A recent survey conducted by “Which?” and “The Higher Education Policy Institute” has recently suggested that almost one in three first year students don’t believe that their courses are good value for money. Ever since the tuition fees rose to £9000 a year, expectations of what we will get out of our degrees has risen considerably. This is quite understandable. Whether you agree with the increase in fees or not it is obvious that now students are paying triple the amount they were compared to last year, there was always going to be an increased expectation imposed upon the universities to offer us more “value for money.” Our parents want to be safe in the knowledge that the round the world cruise they sacrificed in order to send their little darling off to university, won’t have been wasted just to prolong the three years before their child is stacking shelves at Asda. On top of this the government wants to believe that there’ll be another batch of fresh young faces ready to berate Ed Miliband and co. from the opposition benches when they get dumped out of office. And finally there’s us, the students, who ultimately want to ensure that our lives of easy living and unending satisfaction don’t come to a sudden halt as soon as we graduate. All of this pressure amounts to a huge need for universities to prove that they are offering a considerable improvement upon the forgotten days of £3000 a year education. But the problem is, how does a university do this?

From the discussion that is circulating in the press along with the endless literature prospective students are bombarded with before September, it all seems to come down to figures. An article on the Mail Online mentions how students only get 20 minutes a week more with lecturers in comparison to 2007. The focus on judging a university’s worth seems now to be based upon how much of something it can offer the student. Whether it be contact hours or an average graduate salary or even the university’s spend per student, universities are now being increasingly assessed on what they can guarantee a student rather than the opportunities that the student has to progress in their chosen field of study, and this is dangerous. With attending university now becoming such an investment, the hunt for a one to go to has become more an act of shopping, with universities taking on the role of marketers to convince us, the investors, to invest. Yes there will always be vocational degrees required and these types of degrees will usually have more focus on these figures as the aim is to obtain a set skill by the end. However where this business of selling degrees is going to be crippling is to the arts and humanities.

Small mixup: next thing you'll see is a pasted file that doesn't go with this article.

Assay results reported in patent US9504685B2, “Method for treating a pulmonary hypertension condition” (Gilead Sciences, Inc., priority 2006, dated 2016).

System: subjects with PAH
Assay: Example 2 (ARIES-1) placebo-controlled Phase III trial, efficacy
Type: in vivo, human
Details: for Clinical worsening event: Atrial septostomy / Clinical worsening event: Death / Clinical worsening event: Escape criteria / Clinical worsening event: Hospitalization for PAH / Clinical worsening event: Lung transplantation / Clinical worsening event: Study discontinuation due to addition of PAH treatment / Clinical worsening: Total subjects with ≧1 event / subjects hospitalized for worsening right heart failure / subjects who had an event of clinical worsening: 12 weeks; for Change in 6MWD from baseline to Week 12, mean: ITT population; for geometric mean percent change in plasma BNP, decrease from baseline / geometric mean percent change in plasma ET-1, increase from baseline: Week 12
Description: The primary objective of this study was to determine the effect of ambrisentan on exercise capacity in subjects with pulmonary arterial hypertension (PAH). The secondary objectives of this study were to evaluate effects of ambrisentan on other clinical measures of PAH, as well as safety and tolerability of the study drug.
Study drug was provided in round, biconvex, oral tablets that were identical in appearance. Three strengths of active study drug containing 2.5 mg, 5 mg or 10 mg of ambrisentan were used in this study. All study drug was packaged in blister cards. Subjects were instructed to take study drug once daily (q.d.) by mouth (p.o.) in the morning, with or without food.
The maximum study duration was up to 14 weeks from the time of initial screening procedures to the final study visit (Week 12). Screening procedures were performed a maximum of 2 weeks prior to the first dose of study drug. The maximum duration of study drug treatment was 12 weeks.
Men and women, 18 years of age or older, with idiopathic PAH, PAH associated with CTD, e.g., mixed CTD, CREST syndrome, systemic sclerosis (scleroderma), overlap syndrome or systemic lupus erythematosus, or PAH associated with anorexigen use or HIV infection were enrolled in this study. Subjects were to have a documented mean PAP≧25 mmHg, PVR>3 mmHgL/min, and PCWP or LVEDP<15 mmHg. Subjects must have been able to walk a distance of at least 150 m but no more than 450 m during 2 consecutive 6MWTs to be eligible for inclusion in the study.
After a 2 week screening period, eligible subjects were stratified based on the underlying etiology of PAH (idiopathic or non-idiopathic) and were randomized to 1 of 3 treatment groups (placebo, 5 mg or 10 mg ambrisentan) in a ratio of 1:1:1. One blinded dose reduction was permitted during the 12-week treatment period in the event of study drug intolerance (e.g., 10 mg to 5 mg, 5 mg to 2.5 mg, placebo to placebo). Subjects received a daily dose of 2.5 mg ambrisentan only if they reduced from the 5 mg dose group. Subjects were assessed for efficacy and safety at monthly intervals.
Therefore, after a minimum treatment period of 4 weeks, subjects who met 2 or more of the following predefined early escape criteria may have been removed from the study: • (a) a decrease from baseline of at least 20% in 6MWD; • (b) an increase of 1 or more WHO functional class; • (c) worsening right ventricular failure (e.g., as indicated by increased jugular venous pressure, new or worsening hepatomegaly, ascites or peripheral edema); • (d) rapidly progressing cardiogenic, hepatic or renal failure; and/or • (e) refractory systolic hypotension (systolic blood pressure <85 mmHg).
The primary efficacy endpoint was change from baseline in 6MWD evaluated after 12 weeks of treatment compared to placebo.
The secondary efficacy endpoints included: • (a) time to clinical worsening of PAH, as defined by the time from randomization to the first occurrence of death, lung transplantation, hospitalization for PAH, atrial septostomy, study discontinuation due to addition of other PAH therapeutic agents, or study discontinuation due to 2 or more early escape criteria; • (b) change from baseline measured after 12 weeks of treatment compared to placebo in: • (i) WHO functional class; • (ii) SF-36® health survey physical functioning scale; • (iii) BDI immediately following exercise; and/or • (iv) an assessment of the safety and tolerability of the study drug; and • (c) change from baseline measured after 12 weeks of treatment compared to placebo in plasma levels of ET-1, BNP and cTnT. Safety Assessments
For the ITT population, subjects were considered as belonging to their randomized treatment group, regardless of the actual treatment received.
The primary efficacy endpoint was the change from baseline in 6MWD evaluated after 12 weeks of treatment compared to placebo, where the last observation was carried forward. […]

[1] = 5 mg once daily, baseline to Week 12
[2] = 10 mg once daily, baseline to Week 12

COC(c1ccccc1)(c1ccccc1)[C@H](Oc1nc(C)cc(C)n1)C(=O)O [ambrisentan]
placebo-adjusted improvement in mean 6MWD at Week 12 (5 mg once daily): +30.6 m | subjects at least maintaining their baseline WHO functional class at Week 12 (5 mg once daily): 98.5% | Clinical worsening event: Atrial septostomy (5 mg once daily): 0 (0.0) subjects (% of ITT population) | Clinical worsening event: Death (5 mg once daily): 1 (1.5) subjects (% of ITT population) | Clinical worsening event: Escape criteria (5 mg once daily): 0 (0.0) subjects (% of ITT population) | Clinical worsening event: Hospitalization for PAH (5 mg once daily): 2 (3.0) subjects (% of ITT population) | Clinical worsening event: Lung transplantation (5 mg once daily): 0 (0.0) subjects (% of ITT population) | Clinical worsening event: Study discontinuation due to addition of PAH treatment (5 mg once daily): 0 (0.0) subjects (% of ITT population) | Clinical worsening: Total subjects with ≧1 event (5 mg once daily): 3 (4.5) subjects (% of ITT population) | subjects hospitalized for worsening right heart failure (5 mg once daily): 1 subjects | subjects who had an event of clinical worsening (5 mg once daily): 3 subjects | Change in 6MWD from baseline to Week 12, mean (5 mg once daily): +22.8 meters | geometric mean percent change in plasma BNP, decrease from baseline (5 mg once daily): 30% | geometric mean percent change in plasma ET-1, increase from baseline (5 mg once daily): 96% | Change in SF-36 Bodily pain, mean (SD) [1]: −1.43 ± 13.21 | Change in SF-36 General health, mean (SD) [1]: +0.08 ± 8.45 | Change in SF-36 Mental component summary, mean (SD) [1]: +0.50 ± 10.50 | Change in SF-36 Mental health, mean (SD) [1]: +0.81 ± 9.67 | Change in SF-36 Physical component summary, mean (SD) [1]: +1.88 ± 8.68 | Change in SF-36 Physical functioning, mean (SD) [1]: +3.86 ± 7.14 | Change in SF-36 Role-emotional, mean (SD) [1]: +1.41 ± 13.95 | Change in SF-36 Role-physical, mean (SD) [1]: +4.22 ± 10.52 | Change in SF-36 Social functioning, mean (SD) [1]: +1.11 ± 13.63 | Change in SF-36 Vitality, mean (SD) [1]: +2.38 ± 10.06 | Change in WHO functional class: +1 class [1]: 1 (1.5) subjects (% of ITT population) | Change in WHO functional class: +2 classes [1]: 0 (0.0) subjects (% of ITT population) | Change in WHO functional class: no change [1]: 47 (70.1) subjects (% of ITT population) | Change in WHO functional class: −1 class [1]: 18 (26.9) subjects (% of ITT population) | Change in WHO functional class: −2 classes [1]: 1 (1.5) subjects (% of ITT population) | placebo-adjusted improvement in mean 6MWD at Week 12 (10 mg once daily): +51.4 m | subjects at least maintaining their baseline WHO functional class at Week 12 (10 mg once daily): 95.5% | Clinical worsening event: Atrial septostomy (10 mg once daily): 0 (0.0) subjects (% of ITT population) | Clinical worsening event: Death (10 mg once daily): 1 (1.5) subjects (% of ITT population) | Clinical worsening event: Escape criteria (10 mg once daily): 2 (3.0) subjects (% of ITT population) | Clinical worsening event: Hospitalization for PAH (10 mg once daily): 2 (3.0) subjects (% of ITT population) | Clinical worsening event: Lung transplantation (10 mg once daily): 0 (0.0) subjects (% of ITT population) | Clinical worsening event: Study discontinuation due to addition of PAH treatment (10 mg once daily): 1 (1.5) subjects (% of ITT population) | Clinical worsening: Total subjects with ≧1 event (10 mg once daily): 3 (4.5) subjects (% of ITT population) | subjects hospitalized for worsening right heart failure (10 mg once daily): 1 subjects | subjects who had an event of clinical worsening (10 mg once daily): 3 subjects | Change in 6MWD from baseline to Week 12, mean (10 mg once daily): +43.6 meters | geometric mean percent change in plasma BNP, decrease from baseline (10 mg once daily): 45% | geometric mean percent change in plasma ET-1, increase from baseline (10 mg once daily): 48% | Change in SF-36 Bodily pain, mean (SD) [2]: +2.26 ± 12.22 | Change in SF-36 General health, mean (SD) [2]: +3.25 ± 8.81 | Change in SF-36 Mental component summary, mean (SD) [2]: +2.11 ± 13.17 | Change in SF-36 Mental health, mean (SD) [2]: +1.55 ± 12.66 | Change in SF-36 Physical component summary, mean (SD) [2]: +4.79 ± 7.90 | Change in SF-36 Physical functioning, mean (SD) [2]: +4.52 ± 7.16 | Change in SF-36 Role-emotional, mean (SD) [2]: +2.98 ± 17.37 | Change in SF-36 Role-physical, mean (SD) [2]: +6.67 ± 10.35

The issue we’re now facing is that prospective students are expecting university education to be a guaranteed ticket into employment and they are encouraged to think this way. With the government’s slashing of arts budgets as well as universities, including our own, paying more attention to the nationally favoured subjects such as business and science, it’s no wonder that students now see a degree as a commodity that they can purchase rather than a reward for their contribution to their field of study. Although universities have evolved over the years, they are primarily a place free from the world of commerce where academics can advance their thoughts free from the influence of the outside world. However we’re now left in a situation where league tables and contrived contact hours are the defining elements of a university. The next batches of students will value 22k a year graduate schemes over intellectual experiences and the whole university system will turn into sea of narrow minded “professionals.” So Mr Cameron if you truly believe that “Education that inspires and instils a love of books, of knowledge and of learning is one route to a happy and fulfilling life” as you so profoundly stated in 2005 is true, open your eyes and do something to stop the influx of young professionals from taking over the all too the vulnerable academics before it is too late.